Sean Only: Developed by Motion Twin, Dead Cells was released to all major platforms in August and almost immediately made quite an impression on the gaming community. Combining the classic Metroidvania style of games like Cave Story and Symphony Of The Night with roguelike elements including permadeath as seen in games such as Binding Of Isaac, Dead Cells treads familiar territory whilst also creating something extremely fresh and innovative.

Animation, presentation, music, sound effects and art style are all incredible, but Dead Cells really stands out from the crowd with its tight controls. The main sprite handles so well and controls are so intuitive, pulling off incredibly complex manoeuvres whilst battling a seemingly insurmountable horde of enemies almost feels like second nature after a while. Although the game can be extremely punishing, those exceptional controls always make you feel like giving it just one more go!

Dead Cells review


Stephen J Boothroyd: When it first turned out that Insomniac Games were making a PlayStation exclusive Spider-Man game, we were surprised. After all, Sony are the parent company of Sucker Punch, whose Infamous series contains some of the best superhero games around, perfect for a Spider-Man coat of paint to be lathered on. Insomniac’s Spider-Man instantly shows its differences to the likes of Infamous Second Son with its focus much more on action akin to the Arkham series.

The game ditches recent Spidey games’ level-like structures for an open world setting. Swinging around the city is fun and there are plenty of collectables and Easter eggs to give you reason to do so. The story is well paced and feels like it’s lifted straight from the comics. It makes you understand the balance of the Spider-Man/Peter Parker life management and tells a story that will keep you hooked.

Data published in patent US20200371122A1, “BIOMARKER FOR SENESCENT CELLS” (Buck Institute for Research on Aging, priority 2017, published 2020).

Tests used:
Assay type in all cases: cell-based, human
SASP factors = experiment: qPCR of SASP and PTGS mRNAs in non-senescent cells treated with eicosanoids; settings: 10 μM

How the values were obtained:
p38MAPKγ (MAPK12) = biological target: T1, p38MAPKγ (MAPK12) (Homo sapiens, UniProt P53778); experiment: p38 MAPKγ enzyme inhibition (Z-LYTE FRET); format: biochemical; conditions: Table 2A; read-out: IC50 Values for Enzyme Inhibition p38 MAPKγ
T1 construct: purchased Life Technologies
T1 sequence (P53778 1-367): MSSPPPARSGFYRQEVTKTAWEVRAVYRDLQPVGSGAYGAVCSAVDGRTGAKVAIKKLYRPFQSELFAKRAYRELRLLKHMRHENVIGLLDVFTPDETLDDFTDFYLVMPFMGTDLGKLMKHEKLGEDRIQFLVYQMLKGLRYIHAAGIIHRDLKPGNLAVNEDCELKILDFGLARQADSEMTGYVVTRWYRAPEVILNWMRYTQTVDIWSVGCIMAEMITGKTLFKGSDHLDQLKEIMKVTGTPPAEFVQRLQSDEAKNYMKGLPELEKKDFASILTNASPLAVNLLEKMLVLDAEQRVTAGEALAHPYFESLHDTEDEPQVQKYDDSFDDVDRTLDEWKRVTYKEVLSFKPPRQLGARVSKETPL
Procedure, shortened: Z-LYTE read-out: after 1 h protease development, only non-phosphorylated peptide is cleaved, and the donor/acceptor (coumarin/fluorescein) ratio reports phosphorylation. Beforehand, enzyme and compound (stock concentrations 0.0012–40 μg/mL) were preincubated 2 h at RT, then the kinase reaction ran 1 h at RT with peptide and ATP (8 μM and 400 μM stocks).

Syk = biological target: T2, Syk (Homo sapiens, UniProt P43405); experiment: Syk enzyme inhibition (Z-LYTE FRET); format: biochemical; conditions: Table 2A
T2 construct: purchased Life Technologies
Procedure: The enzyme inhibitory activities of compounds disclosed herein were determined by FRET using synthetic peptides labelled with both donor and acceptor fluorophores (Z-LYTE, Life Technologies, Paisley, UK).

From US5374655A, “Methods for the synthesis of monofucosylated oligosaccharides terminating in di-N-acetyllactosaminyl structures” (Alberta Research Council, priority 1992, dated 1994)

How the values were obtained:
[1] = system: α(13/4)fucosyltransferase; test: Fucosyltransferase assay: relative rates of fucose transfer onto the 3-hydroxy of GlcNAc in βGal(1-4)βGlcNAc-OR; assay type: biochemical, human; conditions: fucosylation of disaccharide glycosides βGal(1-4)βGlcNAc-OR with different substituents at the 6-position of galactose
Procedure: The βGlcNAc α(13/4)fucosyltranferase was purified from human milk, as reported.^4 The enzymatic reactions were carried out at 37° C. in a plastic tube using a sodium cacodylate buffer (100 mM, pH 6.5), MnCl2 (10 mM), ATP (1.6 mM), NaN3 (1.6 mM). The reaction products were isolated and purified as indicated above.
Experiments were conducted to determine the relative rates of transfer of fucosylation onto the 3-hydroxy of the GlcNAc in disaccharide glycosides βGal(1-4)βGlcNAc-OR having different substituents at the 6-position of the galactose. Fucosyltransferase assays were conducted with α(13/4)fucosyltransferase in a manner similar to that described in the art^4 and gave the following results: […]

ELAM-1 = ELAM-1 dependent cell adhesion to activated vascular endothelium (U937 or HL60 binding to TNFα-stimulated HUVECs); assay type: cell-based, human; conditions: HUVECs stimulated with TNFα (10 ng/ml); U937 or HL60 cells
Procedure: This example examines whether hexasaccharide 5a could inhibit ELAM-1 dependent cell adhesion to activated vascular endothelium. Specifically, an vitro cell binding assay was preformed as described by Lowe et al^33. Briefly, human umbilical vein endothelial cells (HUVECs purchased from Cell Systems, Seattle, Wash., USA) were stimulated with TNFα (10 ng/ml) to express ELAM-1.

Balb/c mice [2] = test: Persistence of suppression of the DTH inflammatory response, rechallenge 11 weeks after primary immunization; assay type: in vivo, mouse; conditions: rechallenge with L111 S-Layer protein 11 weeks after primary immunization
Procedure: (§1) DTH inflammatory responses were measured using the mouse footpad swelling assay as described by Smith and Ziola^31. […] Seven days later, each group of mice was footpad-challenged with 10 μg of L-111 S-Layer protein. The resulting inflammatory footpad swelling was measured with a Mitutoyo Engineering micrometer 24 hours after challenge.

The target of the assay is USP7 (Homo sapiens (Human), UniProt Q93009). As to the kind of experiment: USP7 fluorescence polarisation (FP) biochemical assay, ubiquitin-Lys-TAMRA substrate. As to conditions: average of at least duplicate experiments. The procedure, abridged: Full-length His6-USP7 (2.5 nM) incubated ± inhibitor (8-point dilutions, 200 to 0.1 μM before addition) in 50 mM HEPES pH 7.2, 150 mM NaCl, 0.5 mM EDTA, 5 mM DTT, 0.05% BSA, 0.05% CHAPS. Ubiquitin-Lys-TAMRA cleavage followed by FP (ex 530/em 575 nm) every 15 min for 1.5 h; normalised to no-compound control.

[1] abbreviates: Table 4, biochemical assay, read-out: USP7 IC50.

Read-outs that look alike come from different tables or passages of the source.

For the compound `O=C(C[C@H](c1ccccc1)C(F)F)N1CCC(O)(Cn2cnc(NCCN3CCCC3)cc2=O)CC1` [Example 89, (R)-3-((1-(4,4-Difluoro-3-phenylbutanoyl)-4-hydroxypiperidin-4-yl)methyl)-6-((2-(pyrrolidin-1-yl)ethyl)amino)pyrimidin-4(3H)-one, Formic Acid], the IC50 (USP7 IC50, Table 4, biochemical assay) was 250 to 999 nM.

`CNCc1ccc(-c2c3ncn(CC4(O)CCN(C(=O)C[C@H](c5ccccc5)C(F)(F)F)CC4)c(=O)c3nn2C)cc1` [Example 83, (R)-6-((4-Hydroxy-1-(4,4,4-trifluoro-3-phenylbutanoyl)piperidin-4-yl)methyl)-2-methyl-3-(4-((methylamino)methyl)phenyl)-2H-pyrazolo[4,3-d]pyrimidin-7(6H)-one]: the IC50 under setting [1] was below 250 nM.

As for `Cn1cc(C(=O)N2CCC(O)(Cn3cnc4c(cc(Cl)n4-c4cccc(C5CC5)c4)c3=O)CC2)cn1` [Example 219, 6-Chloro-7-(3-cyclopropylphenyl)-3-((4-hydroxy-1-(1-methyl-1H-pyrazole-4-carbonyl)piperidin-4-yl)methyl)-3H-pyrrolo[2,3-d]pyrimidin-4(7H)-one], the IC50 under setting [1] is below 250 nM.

Spider-Man review


SJB: There was so much hype and years of build up to Red Dead 2 that it just had to be amazing to be anything other than a disappointment, and boy did it deliver. There are few game worlds that feel as alive and immersive as this one. The lands are vast, with miles of beautiful American landscapes. Animals roam the open world as do other outlaw and towns folk just going about their business. It’s easily the best-looking game to date, and features a high-quality story that Hollywood would be jealous of, full of twists and turns that will keep you hooked throughout its massive campaign. Even if you’re not interested in game narratives, there’s so much to do here with the games many mechanics, it feels like a dozen games in one.

Red Dead Redemption 2 review


CJ: The last of our “officially this didn’t initially come out in 2018” games, ARNF!‘s Switch release in April ’18 – accompanied by several huge updates throughout the rest of the year – is enough for it to qualify. Entirely made by a single person (the obscenely talented Matt Bitner), ARNF! is a roguelite Metroidvania set in a distant future where the appearance of a monstrous being known as the Megabeast threatens to destroy the world.